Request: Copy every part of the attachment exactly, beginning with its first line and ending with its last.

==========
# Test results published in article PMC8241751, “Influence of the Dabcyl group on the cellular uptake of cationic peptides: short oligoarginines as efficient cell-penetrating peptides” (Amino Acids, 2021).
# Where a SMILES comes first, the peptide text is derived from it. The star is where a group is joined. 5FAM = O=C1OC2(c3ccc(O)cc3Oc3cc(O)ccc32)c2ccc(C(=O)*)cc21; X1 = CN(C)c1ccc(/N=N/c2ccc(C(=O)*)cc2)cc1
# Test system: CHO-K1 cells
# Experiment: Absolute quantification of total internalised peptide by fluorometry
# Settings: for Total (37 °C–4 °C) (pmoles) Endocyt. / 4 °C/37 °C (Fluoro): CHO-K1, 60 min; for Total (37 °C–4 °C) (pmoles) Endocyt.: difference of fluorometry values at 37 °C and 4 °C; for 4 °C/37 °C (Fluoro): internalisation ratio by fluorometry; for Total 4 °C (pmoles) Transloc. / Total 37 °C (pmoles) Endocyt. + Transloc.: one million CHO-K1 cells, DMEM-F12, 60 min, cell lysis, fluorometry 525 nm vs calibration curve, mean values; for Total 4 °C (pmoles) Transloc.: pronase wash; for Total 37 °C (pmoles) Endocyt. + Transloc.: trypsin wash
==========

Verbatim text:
# Test results published in article PMC8241751, “Influence of the Dabcyl group on the cellular uptake of cationic peptides: short oligoarginines as efficient cell-penetrating peptides” (Amino Acids, 2021).
# Where a SMILES comes first, the peptide text is derived from it. The star is where a group is joined. 5FAM = O=C1OC2(c3ccc(O)cc3Oc3cc(O)ccc32)c2ccc(C(=O)*)cc21; X1 = CN(C)c1ccc(/N=N/c2ccc(C(=O)*)cc2)cc1
# Test system: CHO-K1 cells
# Experiment: Absolute quantification of total internalised peptide by fluorometry
# Settings: for Total (37 °C–4 °C) (pmoles) Endocyt. / 4 °C/37 °C (Fluoro): CHO-K1, 60 min; for Total (37 °C–4 °C) (pmoles) Endocyt.: difference of fluorometry values at 37 °C and 4 °C; for 4 °C/37 °C (Fluoro): internalisation ratio by fluorometry; for Total 4 °C (pmoles) Transloc. / Total 37 °C (pmoles) Endocyt. + Transloc.: one million CHO-K1 cells, DMEM-F12, 60 min, cell lysis, fluorometry 525 nm vs calibration curve, mean values; for Total 4 °C (pmoles) Transloc.: pronase wash; for Total 37 °C (pmoles) Endocyt. + Transloc.: trypsin wash